Abstract 3755: Flow Diversion for Proximal Internal Carotid Artery Aneurysms: Complications and Early Angiographic Results
Background: Flow diversion has been proposed as a valid option for patients with proximal internal carotid artery aneurysms. We analyzed a consecutive series of 38 patients with proximal (to the origin of the posterior communicating artery) internal carotid artery aneurysms treated with flow diversion over a 28-month interval.
Methods: Clinical information and angiographic follow-up data were prospectively collected in a consecutive series of patients with proximal internal carotid artery aneurysms treated with flow diversion. No patients were lost to follow-up and every eligible patient (with at least 6 months of follow-up) underwent catheter angiography at 6 months.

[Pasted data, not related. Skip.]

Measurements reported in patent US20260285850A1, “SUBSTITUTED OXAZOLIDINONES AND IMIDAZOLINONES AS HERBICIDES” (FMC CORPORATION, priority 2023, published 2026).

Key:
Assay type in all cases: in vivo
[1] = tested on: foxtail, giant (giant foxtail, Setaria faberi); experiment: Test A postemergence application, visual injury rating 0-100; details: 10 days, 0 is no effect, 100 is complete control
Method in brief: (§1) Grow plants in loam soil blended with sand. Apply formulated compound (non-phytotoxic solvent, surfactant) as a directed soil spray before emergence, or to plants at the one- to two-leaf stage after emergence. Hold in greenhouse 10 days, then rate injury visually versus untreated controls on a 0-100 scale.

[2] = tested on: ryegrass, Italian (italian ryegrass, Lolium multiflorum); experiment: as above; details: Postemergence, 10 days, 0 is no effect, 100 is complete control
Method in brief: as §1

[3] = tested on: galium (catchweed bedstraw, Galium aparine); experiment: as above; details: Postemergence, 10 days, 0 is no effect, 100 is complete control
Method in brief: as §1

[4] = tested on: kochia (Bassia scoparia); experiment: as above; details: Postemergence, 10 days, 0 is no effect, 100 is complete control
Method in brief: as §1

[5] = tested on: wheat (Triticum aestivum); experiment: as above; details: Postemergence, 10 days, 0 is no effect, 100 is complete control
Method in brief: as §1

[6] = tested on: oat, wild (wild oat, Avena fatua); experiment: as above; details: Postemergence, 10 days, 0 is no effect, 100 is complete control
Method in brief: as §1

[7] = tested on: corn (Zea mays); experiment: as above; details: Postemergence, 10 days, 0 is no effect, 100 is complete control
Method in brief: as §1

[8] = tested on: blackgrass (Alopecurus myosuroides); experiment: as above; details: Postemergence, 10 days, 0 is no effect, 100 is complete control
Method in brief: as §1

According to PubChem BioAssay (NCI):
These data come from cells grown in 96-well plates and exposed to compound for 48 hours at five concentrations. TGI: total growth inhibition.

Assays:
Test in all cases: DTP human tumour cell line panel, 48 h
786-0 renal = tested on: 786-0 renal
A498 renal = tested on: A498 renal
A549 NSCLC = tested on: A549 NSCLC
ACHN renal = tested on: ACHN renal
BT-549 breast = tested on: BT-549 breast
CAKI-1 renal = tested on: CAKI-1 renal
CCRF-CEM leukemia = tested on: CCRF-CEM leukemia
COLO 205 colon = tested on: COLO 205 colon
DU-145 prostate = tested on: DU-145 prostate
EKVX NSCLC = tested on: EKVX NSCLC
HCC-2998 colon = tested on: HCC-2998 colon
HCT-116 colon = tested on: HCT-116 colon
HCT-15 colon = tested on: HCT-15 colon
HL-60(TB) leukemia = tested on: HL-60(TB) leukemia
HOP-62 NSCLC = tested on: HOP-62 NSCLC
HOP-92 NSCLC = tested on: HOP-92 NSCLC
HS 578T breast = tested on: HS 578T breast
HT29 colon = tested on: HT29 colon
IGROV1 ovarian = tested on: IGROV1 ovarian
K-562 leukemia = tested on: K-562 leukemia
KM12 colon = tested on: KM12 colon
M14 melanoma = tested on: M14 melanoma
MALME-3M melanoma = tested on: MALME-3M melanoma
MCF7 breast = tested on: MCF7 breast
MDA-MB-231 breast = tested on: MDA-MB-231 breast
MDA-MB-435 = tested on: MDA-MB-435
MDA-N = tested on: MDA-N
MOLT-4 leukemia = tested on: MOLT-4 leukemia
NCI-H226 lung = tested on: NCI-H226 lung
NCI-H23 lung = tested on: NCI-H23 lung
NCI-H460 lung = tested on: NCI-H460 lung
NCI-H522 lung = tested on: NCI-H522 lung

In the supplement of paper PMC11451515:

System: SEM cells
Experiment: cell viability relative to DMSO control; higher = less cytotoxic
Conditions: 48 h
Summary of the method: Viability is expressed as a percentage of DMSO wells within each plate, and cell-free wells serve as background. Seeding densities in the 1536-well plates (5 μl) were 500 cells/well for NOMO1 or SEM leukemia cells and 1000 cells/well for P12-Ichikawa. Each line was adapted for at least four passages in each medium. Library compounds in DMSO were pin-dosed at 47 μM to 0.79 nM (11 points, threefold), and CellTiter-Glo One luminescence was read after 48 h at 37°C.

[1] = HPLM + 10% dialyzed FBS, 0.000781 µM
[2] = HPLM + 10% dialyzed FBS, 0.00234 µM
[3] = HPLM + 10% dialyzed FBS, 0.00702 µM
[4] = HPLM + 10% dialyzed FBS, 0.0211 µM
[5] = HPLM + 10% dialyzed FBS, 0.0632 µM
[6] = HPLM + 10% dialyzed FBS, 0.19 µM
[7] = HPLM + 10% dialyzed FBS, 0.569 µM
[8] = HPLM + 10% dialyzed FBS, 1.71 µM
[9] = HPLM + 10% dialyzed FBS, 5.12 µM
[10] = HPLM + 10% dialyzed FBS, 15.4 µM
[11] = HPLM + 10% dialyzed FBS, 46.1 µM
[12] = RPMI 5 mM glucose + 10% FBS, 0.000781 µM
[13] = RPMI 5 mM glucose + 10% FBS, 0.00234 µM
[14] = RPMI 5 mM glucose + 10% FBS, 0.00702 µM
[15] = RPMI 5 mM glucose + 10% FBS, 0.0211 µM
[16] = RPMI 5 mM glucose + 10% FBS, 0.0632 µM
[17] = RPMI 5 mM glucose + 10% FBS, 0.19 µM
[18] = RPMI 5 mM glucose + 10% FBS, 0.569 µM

Results: The series include 38 patients (37 women and 1 man). Most of the aneurysms were large or giant and with a wide neck. In two patients, we failed to deliver the device to the target segment because of proximal vessel tortuosity; thus 36 patients underwent flow diversion. There were no permanent periprocedural neurological deficits. One patient experienced a transient neurological deficit and another patient suffered slight transient worsening of a third nerve paresis. Complete angiographic occlusion of the aneurysm was observed in 75% of patients at 6 months and in 87% of the eligible patients at one year. One patient was found to have asymptomatic internal carotid occlusion.
Conclusion: Flow diversion is an effective and safe method to treat internal carotid artery aneurysms not amenable to other endovascular techniques.
- © 2012 by American Heart Association, Inc.